10 Disadvantages of Cycling
As a seasoned cyclist, I am fully aware that there are many advantages of cycling compared to driving a car. In this article, though, I thought that it would be useful to look at the main negatives of riding a bike. These include: vulnerabilities when it comes to dangerous drivers and hazards in the road, as well as some of the limitations of a bicycle compared to a car.
Below are my 10 disadvantages of cycling.
The 10 Main Downsides of Cycling
- Exposure to the Elements
- Unexpected Expenses
- Dangerous Drivers
- Road Hazards
- Poor Lights
- Lack of Cycle Lanes and Trails
- Lack of Storage
- Limited Travel Distance
- No Passengers
- Bike Theft
I discuss each of the above points in more detail below.
1. Exposure to the Elements
Unlike when driving a car, you have very little to protect you from the weather when you cycle. When I lived in England, it was generally the rain and the cold that caused most problems, now that I live in Florida, it is the heat and humidity that causes me most trouble. For sure, you can dress in climate-appropriate clothing when you ride your bike, but you are never going to get the protection and comfort that you have from being inside a road vehicle.
2. Unexpected Expenses
To be a cyclist, all you need is a bike. But to ride safely, you will also need a bicycle helmet, lights, high visibility clothing. a bell or horn, as well as lock to deter thieves. You may also find if you use your bike regularly that riding a cheap model gets pretty old, and end up paying out more money to buy a better bike.
3. Dangerous Drivers
Dangerous drivers are a cyclist's worst enemy. Even if you ride responsibly and behave cautiously, there is little that you can do to completely avoid the risk of someone running a red light, being drunk behind the wheel of a vehicle, or not paying attention to the road because they are distracted by a cell phone. Dangerous drivers pose a threat to all road users, of course, but they pose a particular threat to cyclists, because they are more vulnerable than car or truck drivers. What would be a minor bump for a car can be a fatal accident for a cyclist.
4. Road Hazards
Minor obstacles in the road that a car driver would barely notice can be disastrous for for a cyclist. Branches, stones, mud, puddles, cracks, or holes in the road can all bring a cyclist off his or her bike. The problem is particularly bad at nighttime, as bike lights tend to be relatively weak, especially when compared with those of a road vehicle.
5. Poor Lights
Bicycle lights have improved considerably in the time that I have been riding, but they still don't compare with having the power of two headlights, like a car or a truck. It's harder to be seen by other vehicles on a bike, and the lights provide less illumination of the road ahead. The other problem is that the batteries can run out when you are traveling and you suddenly find yourself without a front or rear light.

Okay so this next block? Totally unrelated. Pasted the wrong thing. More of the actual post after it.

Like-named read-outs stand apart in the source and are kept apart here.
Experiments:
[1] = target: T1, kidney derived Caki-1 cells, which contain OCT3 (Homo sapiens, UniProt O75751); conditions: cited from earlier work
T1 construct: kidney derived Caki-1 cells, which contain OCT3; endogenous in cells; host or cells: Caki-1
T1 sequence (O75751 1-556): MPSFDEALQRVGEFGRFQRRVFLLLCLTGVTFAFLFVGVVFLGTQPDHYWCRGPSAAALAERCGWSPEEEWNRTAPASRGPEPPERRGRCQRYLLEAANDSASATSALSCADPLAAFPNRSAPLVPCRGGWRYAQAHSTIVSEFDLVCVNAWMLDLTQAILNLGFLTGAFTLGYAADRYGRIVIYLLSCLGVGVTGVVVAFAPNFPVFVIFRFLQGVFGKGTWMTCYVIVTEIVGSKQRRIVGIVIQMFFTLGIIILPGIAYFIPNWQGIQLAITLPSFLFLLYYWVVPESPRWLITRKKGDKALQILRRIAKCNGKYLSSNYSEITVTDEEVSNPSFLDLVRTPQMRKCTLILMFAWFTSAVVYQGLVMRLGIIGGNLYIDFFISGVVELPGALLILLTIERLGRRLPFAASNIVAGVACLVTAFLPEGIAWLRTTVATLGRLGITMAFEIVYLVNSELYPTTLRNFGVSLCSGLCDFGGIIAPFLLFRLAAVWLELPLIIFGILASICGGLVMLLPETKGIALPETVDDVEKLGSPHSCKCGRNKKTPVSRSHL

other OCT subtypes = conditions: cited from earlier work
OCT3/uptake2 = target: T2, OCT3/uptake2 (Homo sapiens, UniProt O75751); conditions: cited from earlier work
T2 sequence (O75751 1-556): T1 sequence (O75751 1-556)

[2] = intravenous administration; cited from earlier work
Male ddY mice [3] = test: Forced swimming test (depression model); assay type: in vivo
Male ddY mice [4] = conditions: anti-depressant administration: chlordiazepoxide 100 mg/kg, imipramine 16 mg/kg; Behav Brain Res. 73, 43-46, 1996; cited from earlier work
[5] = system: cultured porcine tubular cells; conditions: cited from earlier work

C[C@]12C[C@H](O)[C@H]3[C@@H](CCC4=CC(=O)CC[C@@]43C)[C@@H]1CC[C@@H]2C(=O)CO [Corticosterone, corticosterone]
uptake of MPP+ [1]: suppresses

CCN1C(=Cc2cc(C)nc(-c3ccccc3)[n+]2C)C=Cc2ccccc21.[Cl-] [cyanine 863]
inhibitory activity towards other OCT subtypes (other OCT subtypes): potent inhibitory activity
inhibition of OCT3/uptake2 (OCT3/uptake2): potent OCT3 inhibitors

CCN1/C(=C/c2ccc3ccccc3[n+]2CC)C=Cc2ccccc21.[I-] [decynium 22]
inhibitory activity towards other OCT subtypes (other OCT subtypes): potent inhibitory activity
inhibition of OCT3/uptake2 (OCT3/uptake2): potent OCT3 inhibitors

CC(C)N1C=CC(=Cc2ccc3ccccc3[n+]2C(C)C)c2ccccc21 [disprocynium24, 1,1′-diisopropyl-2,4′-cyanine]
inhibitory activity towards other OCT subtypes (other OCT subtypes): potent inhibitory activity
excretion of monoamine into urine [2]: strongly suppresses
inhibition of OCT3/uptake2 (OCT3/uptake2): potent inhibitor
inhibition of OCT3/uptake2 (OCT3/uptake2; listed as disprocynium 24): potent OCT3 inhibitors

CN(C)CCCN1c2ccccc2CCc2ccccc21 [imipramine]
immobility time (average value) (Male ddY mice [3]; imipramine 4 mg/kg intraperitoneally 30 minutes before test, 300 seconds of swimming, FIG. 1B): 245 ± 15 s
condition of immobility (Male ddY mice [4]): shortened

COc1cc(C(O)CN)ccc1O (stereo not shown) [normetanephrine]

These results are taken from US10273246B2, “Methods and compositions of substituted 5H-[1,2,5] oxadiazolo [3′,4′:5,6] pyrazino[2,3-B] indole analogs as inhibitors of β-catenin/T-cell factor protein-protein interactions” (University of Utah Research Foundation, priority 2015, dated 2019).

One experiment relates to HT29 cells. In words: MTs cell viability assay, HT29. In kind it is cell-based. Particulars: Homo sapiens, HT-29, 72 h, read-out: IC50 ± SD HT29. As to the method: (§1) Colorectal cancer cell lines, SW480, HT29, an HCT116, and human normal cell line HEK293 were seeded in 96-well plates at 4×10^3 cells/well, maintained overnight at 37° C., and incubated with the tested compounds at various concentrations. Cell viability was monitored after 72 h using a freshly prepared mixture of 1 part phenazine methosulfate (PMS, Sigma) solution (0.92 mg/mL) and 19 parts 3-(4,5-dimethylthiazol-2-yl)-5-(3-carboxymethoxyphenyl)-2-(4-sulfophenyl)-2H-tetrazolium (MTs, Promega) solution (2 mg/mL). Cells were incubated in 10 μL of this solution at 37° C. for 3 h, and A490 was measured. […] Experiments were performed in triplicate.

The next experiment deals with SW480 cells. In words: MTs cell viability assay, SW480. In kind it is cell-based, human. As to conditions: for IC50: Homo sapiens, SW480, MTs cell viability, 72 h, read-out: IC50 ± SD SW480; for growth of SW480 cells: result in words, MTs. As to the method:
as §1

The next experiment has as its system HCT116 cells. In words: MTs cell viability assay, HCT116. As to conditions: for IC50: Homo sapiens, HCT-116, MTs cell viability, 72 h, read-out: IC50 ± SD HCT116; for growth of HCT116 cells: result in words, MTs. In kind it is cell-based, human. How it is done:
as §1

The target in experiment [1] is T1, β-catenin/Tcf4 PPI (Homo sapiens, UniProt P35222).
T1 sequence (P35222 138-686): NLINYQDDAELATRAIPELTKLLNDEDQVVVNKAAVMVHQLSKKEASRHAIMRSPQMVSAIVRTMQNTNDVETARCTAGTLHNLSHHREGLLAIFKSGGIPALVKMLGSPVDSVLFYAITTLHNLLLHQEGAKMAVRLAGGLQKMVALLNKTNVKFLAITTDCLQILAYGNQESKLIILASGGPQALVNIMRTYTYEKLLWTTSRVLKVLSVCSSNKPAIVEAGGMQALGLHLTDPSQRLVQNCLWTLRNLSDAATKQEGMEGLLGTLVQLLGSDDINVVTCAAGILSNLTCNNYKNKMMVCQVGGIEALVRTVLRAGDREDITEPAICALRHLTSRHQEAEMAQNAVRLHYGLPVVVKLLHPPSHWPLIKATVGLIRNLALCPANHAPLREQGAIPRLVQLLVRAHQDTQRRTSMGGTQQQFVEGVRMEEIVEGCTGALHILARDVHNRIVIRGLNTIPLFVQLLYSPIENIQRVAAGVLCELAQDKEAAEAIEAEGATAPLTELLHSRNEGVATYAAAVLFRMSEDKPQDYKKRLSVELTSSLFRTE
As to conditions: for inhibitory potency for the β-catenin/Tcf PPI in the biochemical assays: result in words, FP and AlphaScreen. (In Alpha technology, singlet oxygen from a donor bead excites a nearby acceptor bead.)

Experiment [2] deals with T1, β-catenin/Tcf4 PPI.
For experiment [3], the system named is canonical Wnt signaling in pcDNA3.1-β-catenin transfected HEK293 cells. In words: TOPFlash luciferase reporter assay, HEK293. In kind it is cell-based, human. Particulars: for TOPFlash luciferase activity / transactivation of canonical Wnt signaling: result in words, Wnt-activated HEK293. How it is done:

6. Lack of Cycling Lanes and Trails
I am lucky to live in a relatively progressive city where there are increasing provisions for cyclists. Driving on the open road can feel dangerous and many car and truck drivers see you as an irritation that doesn't belong there, rather than another road user that should be respected. Having a purpose-built trail that is separate from the road is safer and more relaxing for cyclists and pacifies drivers who don't like cyclists.
7. Lack of Storage
Bicycles are great devices for getting one person from A to B, but if you want to carry more than fits into a basket, backpack, or a couple of panniers, you have a problem. It can mean making multiple trips to the store, or procuring other transport if you need to transport a bigger item like a TV or large rug. Some cyclists get a trailer to increase storage, but there are still limitations compared to most road vehicles.
8. Limited Travel Distance
Everyone has their limits when it comes to recreational cycling. I personally don't like cycling anywhere if it takes me longer than thirty minutes to get there. Motorized road vehicles don't have those limitations.
9. No Passengers
Another limitation of bicycles is that you can't usually carry any passengers. Situations occur where you might want to give someone a ride, or collect someone, but you can't if you are on your bike. Also, to go anywhere as a group, everyone has to have their own individual bike. Okay, there are tandem bikes, and child trailers, but what I am saying generally holds true.
10. Bike Theft
Most city-dwelling cyclists that I know (including myself) have had at least one bike stolen. It's particularly bad in college towns, where thieves have plenty of opportunities to both steal and sell bicycles. It can be a particularly tiresome problem. You have to keep your bike secure, maybe insure it, or if you are like me, not ride an expensive bike for fear of having it taken.
© 2018 Paul Goodman